Take a deep breath and enjoy the off weekend in the Cup Series. While the Xfinity Series will give some of us a needed fix of road-course racing on Sunday, the Cup Series is off for the final time this weekend. Darlington starts a 12 races in 12 weeks push to the finish that will culminate with someone raising the Cup Series trophy as the 2017 champion.
To celebrate the last off weekend of the year and the two-thirds mark of the season, let’s take a look at the five best races of the year.
5. Richmond, April 30: This race was a bit discombobulated at times, but it had most everything a race fan could ask for. Long green flag runs? Check. There was a stint of 91 caution-free laps and a stretch of 88 caution-free laps. Teammate drama? Check. Jimmie Johnson and Dale Earnhardt Jr. had an accidental run-in off turn 2.
Rules issues? Check that off the list too. Drivers were caught driving over the commitment box marker at the beginning of pit road. Martin Truex Jr. and Kyle Busch were both fast but both had to go to the back of the back after running over the orange box on the track.
And it had a flurry of late restarts too. There were four restarts inside the last 50 laps and Joey Logano passed Kyle Larson — who had older tires — for the win with 17 laps to go.
4. Martinsville, April 2: It’s not often that you get to see the two best cars during an entire race stage a heads-up battle for the win, but that’s what happened with Kyle Busch and Brad Keselowski.
Keselowski led 48 laps early and then was caught speeding on pit road. By the time he got back to the lead, Kyle Busch had led 247 laps. Keselowski took the lead from Busch on lap 406 and the two traded the lead four more times before Keselowski took the lead for the final time on lap 458.
It was Keselowski’s second win of the season through the first six races of the season. It looked like he was going to start racking up the regular season wins. He hasn’t won since.
3. Watkins Glen, Aug. 6: This race’s finish didn’t have the craziness that the 2012 finish did with Busch, Keselowski and Marcos Ambrose, but it was almost as dramatic. With teams trying to stretch their fuel mileage, no one watching was sure just who was going to make it to the end with a full fuel tank.
Busch might have had the race’s best car, but he lost all his track position after a pit-stop penalty following his stage one win. He tried to get it back but ended up losing it again after contact with Keselowski sent the two spinning.
The contact worked out well, at least temporarily for Keselowski, as an alternate strategy put him into the lead. But he had to pit with four laps to go and gave up the lead to Ryan Blaney who ran out of fuel.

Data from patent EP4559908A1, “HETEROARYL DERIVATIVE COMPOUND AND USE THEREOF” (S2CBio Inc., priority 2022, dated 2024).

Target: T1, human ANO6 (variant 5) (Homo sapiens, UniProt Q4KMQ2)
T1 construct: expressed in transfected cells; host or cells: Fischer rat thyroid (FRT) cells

Blaney’s dry fuel tank handed the lead to Martin Truex Jr., who had been saving so much gas since he was passed by Keselowski for the lead with 24 laps to go that he had plenty to make it to the end and hold off Matt Kenseth.
2. Daytona 500, Feb. 26: Here’s that fuel-mileage thing again. Thanks to a 47-lap run to the finish without a caution flag, it was anyone’s guess who was going to make it to the end of the race first.
The lead changed hands seven times in those 47 laps and it sure looked like Chase Elliott had an advantage. He led 23 laps but ran out of fuel on lap 198. That gave the lead to Martin Truex Jr., who led for a lap before being passed by Kyle Larson in what would have been a race-winning pass for the ages had Larson had enough fuel to make it to the end. Larson led lap 199 before giving way to Kurt Busch, who hadn’t led a lap all day and had been involved in an accident on lap 128.
Busch’s first lap led was the final one, and he scored his first Daytona 500 victory and first points win on a restrictor plate track.
1. Indianapolis, July 23: Yeah, this race was a marathon and Indianapolis still doesn’t produce the most thrilling racing overall with the current aerodynamic rules on Cup cars. But damn, if the end of it wasn’t worth the wait.
The two most dominant cars in the first half of the race — Truex and Busch — took each other out on a restart. That opened up the race to a host of other options and for a while it looked like it could even turn into a fuel strategy race that produced a surprise winner.
But once Clint Bowyer spun and collected three other cars with nine laps to go, chaos reigned. The restart produced a fiery crash involving Kyle Larson and the restart following Larson’s crash produced the best moment of the year in the Cup Series as Jimmie Johnson, Keselowski and eventual winner Kasey Kahne went three-wide into turn three for the lead. Oh yeah, Johnson’s car was billowing smoke too.
Johnson didn’t make it through the corner, leaving Kahne and Keselowski to battle it out over two more restarts. Yeah, the race didn’t end smoothly; the red flag for the calamity on the frontstretch following Johnson’s wreck dragged on and the overtime line came into play.
And hell, NASCAR’s hesitancy with the caution flag at the end of the race even indirectly led to the overtime line disappearing from the NASCAR rulebook. It wasn’t pretty or even fulfilling, but the six hours of waiting produced a finish that was so very NASCAR.
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